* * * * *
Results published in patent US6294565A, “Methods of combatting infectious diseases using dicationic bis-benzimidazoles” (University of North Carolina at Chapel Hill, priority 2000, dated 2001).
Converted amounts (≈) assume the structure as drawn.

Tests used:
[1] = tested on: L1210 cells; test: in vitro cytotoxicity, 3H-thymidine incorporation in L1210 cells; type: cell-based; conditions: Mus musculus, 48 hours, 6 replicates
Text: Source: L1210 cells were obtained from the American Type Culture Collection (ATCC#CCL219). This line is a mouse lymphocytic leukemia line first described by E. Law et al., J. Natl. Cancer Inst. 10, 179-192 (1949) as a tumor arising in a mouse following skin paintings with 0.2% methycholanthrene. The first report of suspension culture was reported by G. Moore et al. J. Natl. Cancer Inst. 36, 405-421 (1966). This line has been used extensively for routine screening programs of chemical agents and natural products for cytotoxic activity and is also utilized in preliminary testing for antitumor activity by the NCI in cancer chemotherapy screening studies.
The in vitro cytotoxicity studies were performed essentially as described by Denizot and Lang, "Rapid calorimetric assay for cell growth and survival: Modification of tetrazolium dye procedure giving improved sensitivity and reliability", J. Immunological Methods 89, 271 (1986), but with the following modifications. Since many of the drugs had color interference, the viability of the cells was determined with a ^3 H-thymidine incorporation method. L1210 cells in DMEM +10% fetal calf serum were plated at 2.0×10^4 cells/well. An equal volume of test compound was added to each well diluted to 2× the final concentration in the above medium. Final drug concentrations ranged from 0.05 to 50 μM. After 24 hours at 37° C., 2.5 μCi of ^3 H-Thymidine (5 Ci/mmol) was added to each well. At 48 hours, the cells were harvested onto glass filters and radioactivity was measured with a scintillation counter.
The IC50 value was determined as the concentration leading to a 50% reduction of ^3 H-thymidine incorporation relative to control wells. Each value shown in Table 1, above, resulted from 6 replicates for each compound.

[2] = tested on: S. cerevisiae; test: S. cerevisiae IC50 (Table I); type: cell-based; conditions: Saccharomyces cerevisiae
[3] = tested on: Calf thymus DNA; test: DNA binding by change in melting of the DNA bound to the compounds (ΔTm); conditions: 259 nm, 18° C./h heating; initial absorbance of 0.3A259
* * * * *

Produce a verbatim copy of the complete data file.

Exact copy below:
Results published in patent US6294565A, “Methods of combatting infectious diseases using dicationic bis-benzimidazoles” (University of North Carolina at Chapel Hill, priority 2000, dated 2001).
Converted amounts (≈) assume the structure as drawn.

Tests used:
[1] = tested on: L1210 cells; test: in vitro cytotoxicity, 3H-thymidine incorporation in L1210 cells; type: cell-based; conditions: Mus musculus, 48 hours, 6 replicates
Text: Source: L1210 cells were obtained from the American Type Culture Collection (ATCC#CCL219). This line is a mouse lymphocytic leukemia line first described by E. Law et al., J. Natl. Cancer Inst. 10, 179-192 (1949) as a tumor arising in a mouse following skin paintings with 0.2% methycholanthrene. The first report of suspension culture was reported by G. Moore et al. J. Natl. Cancer Inst. 36, 405-421 (1966). This line has been used extensively for routine screening programs of chemical agents and natural products for cytotoxic activity and is also utilized in preliminary testing for antitumor activity by the NCI in cancer chemotherapy screening studies.
The in vitro cytotoxicity studies were performed essentially as described by Denizot and Lang, "Rapid calorimetric assay for cell growth and survival: Modification of tetrazolium dye procedure giving improved sensitivity and reliability", J. Immunological Methods 89, 271 (1986), but with the following modifications. Since many of the drugs had color interference, the viability of the cells was determined with a ^3 H-thymidine incorporation method. L1210 cells in DMEM +10% fetal calf serum were plated at 2.0×10^4 cells/well. An equal volume of test compound was added to each well diluted to 2× the final concentration in the above medium. Final drug concentrations ranged from 0.05 to 50 μM. After 24 hours at 37° C., 2.5 μCi of ^3 H-Thymidine (5 Ci/mmol) was added to each well. At 48 hours, the cells were harvested onto glass filters and radioactivity was measured with a scintillation counter.
The IC50 value was determined as the concentration leading to a 50% reduction of ^3 H-thymidine incorporation relative to control wells. Each value shown in Table 1, above, resulted from 6 replicates for each compound.

[2] = tested on: S. cerevisiae; test: S. cerevisiae IC50 (Table I); type: cell-based; conditions: Saccharomyces cerevisiae
[3] = tested on: Calf thymus DNA; test: DNA binding by change in melting of the DNA bound to the compounds (ΔTm); conditions: 259 nm, 18° C./h heating; initial absorbance of 0.3A259